I was a boy when modern Israel declared itself an independent nation. I had seen newsreels of what our GIs found when they entered the concentration camps, and heard stories from returning GIs in the neighborhood that were passed down to us little kids through older siblings until I'm sure what we ended up with were distortions of whatever the original anecdotes were.

But in both instances what we saw and heard was horrible. It took a while for that to sink in in terms of the ethnic biases of the neighborhood. The main trouble was always between the "Italians" (which stood for both immigrants and their Italian-American offspring whether still little or grown) and the "Irish" (ditto for us).

The other ethnicities in the neighborhood were too few to rally much opposition. They either stayed out of it or sided with one of us as sort of honorary Italians or Irish. Those in the neighborhood who were Jewish or "Negro"—as they said then—got more or less a pass because they were so obviously "other" and yet as familiar in many ways as our own. [PS: And there certainly was a lot of anti-Semitism and racism in attitudes and talk, but there also was a lot of anti-Italianism and anti-Irishism etc. in similar ways depending on who was expressing the attitude.]

To connect our own Jewish friends with what happened under the Nazis didn't seem to happen until we were older, at least for me. By then THE DIARY OF ANNE FRANK and other books and movies (like GENTLEMAN'S AGREEMENT and EXODUS et. al.) had made the Jewish cause seem noble and righteous and worth fighting for, and it overwhelmed most WWII history, at least as it was expressed in the culture in ways that elevated being Jewish and the state of Israel to not just a kind of Gandhi-esque purity of purpose, but also a kind of David (as in David and Goliath) underdog warrior iconic stature.

I was aware that the homes and property of many Arab Palestinians had been confiscated, taken as kind of the spoils of war, but it somehow seemed justified for many years. Justified by the attacks on Israel by its Arab neighbors, or by what the Nazis had done, or by what it seemed the whole world had done at what [another one of those strange post-brain-op typos, I obviously meant "one"] time or another to Jews.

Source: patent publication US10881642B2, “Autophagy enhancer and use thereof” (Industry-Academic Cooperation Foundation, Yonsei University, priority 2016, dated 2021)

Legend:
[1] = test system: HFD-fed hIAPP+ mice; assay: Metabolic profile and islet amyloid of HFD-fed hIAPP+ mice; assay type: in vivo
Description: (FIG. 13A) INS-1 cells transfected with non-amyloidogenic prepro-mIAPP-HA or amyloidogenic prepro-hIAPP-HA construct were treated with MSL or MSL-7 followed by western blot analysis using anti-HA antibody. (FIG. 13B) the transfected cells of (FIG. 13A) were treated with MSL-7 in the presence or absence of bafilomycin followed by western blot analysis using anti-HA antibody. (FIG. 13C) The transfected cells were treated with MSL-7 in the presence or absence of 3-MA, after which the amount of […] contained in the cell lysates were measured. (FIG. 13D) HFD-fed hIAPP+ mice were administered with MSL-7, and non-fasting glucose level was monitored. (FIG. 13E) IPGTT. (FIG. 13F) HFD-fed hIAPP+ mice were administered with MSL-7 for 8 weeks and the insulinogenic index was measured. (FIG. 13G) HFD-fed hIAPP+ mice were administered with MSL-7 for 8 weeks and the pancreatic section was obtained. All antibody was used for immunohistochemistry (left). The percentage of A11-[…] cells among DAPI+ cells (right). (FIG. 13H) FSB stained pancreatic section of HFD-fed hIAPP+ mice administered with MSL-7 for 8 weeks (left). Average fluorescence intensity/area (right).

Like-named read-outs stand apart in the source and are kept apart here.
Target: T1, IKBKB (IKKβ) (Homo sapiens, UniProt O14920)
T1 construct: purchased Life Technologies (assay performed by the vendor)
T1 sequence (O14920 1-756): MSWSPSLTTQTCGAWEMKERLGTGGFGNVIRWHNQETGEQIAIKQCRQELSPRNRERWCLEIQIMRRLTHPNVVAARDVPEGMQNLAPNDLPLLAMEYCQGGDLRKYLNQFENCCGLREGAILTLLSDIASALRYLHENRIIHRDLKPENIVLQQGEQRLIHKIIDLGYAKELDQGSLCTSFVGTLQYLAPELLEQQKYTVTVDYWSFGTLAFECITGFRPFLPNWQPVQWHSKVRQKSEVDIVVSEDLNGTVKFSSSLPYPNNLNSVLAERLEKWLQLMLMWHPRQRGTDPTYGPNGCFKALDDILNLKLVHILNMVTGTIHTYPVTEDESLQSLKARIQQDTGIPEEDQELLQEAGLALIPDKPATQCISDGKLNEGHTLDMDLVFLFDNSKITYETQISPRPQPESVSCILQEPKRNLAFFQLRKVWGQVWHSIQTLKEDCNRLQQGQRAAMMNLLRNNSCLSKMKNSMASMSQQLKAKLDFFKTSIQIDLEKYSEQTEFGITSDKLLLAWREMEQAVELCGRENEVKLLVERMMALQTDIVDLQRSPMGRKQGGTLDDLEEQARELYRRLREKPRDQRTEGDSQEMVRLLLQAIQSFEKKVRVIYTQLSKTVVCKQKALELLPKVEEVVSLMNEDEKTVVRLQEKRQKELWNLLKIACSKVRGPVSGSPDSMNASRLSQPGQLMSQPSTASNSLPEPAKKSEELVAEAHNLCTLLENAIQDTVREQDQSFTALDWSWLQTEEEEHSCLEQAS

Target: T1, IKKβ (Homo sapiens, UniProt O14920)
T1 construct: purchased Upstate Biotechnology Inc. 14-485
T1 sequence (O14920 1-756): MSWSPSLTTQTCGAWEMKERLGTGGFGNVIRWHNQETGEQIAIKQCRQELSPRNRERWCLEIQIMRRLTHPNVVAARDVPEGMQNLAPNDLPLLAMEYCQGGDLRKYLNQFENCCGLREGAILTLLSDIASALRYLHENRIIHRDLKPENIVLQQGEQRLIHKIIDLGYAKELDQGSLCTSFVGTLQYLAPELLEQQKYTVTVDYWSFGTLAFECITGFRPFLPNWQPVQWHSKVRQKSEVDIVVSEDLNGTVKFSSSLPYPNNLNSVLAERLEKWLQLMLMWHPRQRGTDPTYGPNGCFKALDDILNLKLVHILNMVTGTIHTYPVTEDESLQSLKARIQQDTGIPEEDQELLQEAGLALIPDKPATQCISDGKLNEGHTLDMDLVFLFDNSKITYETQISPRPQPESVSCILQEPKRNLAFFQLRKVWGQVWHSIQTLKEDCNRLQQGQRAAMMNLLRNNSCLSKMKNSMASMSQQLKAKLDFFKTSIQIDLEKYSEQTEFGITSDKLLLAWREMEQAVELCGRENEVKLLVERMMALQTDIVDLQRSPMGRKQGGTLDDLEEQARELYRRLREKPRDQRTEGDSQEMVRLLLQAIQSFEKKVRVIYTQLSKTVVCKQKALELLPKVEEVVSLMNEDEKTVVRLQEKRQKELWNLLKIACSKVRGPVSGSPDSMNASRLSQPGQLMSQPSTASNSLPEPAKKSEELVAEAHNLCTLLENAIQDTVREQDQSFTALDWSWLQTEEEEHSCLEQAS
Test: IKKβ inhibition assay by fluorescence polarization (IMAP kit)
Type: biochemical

And the continued attacks on Israeli citizens continued to justify much of Israeli policies and actions and support for them...until Rabin was assassinated by a rightwing fundamentalist Jewish assassin and Sharon deliberately provoked the second Intifada by going into the Muslim holy site at the Mount and allowed the rightwing settlers to take over more and more Palestinian land which continued under every Israeli leader since, even when gestures were made to remove some settlers and settlements, more were allowed to go up.

And more recently the taking over of properties in East Jerusalem that have been in Arab families for generations and turning them over to urban Jewish settlers and developers. I have no sympathy for the Palestinian extremists, but also no sympathy for Israeli ones. But Abbas established a functioning West Bank that controlled extremism and showed a willingness to negotiate with Israel with only one precondition, that Israel stop taking Palestinian land by allowing its settlers to, settlers who mostly believe that Palestine should never be a separate state but instead should be incorporated into a greater Israel in which Arabs remain second-class citizens or leave.

It's very dangerous for politicians to speak about this without constantly referring to the present Israeli political perspective as the only one, even though there are as many Israelis against the settler policy as there are for it probably. But as in our own Congress at the moment, a vocal and influential rightwing minority has outsized influence and control of the Israeli political establishment and therefore its policies.

Abbas made a smart move, I think, in asking for UN recognition for Palestine, despite all the talking heads on TV taking a contrary view, because it forces Netanyahu's hand. He would lay it on Obama, a man he treated dismissively until this moment, by setting a trap for the president if he doesn't veto the request of the Palestinians. But no matter how bad Israel has been treated by its neighbors, it's hard to read stories about German and other European Jewish descendants of parents and grandparents who had homes and property confiscated by the Nazis and now want compensation, and not think of the parallel (at least in terms of homes and property) situation with Israel and many of its original Palestinian inhabitants and in more recent times on the West Bank.